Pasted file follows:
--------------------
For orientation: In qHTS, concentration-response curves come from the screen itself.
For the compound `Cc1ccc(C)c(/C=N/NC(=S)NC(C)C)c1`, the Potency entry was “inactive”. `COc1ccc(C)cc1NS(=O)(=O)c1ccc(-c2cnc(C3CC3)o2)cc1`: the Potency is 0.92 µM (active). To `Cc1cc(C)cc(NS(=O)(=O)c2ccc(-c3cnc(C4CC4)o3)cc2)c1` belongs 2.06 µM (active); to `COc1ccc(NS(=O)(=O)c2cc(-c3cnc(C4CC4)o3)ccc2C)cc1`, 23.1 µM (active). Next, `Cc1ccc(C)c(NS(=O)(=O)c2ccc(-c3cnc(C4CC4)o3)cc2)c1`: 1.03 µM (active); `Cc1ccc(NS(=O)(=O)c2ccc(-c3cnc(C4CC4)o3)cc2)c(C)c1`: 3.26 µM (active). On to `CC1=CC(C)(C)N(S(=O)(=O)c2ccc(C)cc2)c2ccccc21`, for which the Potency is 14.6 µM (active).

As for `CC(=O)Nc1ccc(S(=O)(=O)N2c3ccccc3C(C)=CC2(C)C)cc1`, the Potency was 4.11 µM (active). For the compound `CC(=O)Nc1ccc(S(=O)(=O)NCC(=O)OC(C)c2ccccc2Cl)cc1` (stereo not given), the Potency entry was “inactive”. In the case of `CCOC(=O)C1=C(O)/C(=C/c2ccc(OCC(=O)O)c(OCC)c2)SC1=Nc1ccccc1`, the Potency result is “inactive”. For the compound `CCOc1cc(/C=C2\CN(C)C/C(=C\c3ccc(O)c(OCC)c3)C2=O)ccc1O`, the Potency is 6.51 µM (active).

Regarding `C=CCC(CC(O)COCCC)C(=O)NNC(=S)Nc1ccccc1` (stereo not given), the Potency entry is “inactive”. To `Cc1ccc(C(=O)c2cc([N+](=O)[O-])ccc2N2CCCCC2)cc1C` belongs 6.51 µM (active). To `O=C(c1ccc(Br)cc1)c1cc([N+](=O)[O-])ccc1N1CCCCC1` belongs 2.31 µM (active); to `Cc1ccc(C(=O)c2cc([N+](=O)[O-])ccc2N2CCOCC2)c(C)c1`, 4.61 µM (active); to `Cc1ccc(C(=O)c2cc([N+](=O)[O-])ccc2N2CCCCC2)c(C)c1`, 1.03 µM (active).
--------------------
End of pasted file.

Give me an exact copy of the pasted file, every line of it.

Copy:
For orientation: In qHTS, concentration-response curves come from the screen itself.
For the compound `Cc1ccc(C)c(/C=N/NC(=S)NC(C)C)c1`, the Potency entry was “inactive”. `COc1ccc(C)cc1NS(=O)(=O)c1ccc(-c2cnc(C3CC3)o2)cc1`: the Potency is 0.92 µM (active). To `Cc1cc(C)cc(NS(=O)(=O)c2ccc(-c3cnc(C4CC4)o3)cc2)c1` belongs 2.06 µM (active); to `COc1ccc(NS(=O)(=O)c2cc(-c3cnc(C4CC4)o3)ccc2C)cc1`, 23.1 µM (active). Next, `Cc1ccc(C)c(NS(=O)(=O)c2ccc(-c3cnc(C4CC4)o3)cc2)c1`: 1.03 µM (active); `Cc1ccc(NS(=O)(=O)c2ccc(-c3cnc(C4CC4)o3)cc2)c(C)c1`: 3.26 µM (active). On to `CC1=CC(C)(C)N(S(=O)(=O)c2ccc(C)cc2)c2ccccc21`, for which the Potency is 14.6 µM (active).

As for `CC(=O)Nc1ccc(S(=O)(=O)N2c3ccccc3C(C)=CC2(C)C)cc1`, the Potency was 4.11 µM (active). For the compound `CC(=O)Nc1ccc(S(=O)(=O)NCC(=O)OC(C)c2ccccc2Cl)cc1` (stereo not given), the Potency entry was “inactive”. In the case of `CCOC(=O)C1=C(O)/C(=C/c2ccc(OCC(=O)O)c(OCC)c2)SC1=Nc1ccccc1`, the Potency result is “inactive”. For the compound `CCOc1cc(/C=C2\CN(C)C/C(=C\c3ccc(O)c(OCC)c3)C2=O)ccc1O`, the Potency is 6.51 µM (active).

Regarding `C=CCC(CC(O)COCCC)C(=O)NNC(=S)Nc1ccccc1` (stereo not given), the Potency entry is “inactive”. To `Cc1ccc(C(=O)c2cc([N+](=O)[O-])ccc2N2CCCCC2)cc1C` belongs 6.51 µM (active). To `O=C(c1ccc(Br)cc1)c1cc([N+](=O)[O-])ccc1N1CCCCC1` belongs 2.31 µM (active); to `Cc1ccc(C(=O)c2cc([N+](=O)[O-])ccc2N2CCOCC2)c(C)c1`, 4.61 µM (active); to `Cc1ccc(C(=O)c2cc([N+](=O)[O-])ccc2N2CCCCC2)c(C)c1`, 1.03 µM (active).